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An embryonic band feeling their way, but still a fine album
on 15 March 2004
The early Fairport Convention were a folk-rock band in the American Byrds / Lovin' Spoonful sense of the term, rather than the sense of the electrified traditional music that they would later come to embody. They were billed as England's answer to Jefferson Airplane which wasn't that far off the mark as the music on their first three albums is very similar to the pre-psychedelic Jefferson Airplane. This is their first album, as if you didn't know, and shows the band in a very embryonic form; compared to later work the music sounds rather thin and underproduced, although you can already hear the superlative musicianship that would characterize their glory years. The music is half group compositions and half cover versions of songs by Bob Dylan and Joni Mitchell among others. The band showed their characteristic good taste in their choice of cover versions, kicking off the album with a storming cover of Emitt Rhodes' 'Time Will Show The Wiser'. This is probably the highlight of the album but there are plenty of other fine moments, notably the brilliant 'Jack O' Diamonds', an exceedingly pleasant 'Chelsea Morning' and the Dylan pastiche 'It's Alright Ma, It's Only Witchcraft'. There are also a few duff moments: I've always found 'The Lobster' tedious and 'M1 Breakdown' is simple filler. Although Judy Dyble and Ian MacDonald (aka Matthews) shared lead vocal duties, Dyble's presence isn't very noticeable other than on the three Joni Mitchell cover versions. She had a pleasant enough voice, and very tuneful, but not a strong one; it is no surprise that the band replaced her soon after the album's release.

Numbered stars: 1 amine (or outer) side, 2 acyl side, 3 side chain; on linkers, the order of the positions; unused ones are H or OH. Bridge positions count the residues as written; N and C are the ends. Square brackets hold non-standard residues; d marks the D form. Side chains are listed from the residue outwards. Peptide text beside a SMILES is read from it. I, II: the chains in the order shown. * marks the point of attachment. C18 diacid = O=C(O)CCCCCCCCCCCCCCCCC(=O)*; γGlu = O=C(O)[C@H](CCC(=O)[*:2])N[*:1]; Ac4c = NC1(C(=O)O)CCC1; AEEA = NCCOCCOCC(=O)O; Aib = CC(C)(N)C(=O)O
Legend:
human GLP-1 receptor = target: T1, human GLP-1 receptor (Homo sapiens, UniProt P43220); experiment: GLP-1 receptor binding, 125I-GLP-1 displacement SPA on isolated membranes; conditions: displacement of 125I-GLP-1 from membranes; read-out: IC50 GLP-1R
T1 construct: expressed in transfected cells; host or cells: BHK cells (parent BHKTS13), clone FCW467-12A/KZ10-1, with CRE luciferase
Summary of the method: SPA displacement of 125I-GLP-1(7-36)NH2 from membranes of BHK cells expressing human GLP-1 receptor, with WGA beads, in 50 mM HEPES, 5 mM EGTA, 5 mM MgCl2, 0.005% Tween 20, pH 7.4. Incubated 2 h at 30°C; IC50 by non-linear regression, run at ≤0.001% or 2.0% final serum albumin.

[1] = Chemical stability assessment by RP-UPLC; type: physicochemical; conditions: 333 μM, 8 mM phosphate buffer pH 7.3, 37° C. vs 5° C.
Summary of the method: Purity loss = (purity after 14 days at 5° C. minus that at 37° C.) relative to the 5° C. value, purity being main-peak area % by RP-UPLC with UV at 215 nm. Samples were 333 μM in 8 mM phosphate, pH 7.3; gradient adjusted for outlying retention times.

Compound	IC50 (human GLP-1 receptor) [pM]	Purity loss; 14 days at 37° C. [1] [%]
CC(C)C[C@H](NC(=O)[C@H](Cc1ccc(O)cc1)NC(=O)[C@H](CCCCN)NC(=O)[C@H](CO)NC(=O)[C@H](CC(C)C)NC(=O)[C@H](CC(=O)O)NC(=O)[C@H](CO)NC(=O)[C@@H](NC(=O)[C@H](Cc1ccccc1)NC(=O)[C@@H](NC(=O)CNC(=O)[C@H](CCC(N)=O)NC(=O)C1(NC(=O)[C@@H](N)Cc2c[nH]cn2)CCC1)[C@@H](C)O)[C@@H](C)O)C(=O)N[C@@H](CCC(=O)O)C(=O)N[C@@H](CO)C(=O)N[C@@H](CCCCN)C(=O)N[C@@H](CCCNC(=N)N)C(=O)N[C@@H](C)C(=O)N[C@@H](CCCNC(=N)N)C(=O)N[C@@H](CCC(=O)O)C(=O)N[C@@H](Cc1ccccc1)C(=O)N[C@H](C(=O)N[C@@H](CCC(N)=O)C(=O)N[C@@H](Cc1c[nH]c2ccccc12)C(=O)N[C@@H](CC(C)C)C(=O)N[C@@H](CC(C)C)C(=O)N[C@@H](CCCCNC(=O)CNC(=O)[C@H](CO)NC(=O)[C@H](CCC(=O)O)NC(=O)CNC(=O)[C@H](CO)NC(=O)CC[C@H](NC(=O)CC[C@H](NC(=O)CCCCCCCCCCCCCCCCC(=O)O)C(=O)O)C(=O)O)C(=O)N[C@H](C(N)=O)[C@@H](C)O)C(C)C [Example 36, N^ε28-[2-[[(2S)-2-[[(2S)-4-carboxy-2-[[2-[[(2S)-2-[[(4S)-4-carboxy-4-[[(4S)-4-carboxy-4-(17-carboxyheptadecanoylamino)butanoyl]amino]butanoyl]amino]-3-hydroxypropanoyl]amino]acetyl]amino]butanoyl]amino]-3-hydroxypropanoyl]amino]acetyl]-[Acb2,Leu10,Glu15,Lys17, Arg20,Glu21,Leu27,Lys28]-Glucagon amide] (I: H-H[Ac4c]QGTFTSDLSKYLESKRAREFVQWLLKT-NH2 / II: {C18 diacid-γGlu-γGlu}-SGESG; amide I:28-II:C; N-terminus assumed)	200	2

The repackaging job is quite excellent with an informative booklet containing loads of unltra rare photos of the band in their earliest days. The four bonus tracks are welcome. Another reviewer commented on their quality, but you have to ask how many unreleased songs from the band's earliest days are there? It is very interesting to hear the band's first single 'If I Had A Ribbon Bow' which sounds even less like the Fairport that we know and love than their first album does.
Taken purely on its own merits, 'Fairport Convention' is a fine late 60s mellow folk-rock album. We only judge it harshly in retrospect because we know that less than a year later they would release the superlative 'What We Did On Our Holidays'. If you're a fan of Fairport Convention, getting this is a no-brainer; both the music and the fine repackaging make it a must-have. If you're not familiar with Fairport Convention's work, try 'Liege And Lief', 'Heyday' and 'What We Did On Our Holidays' first and then give this one a go.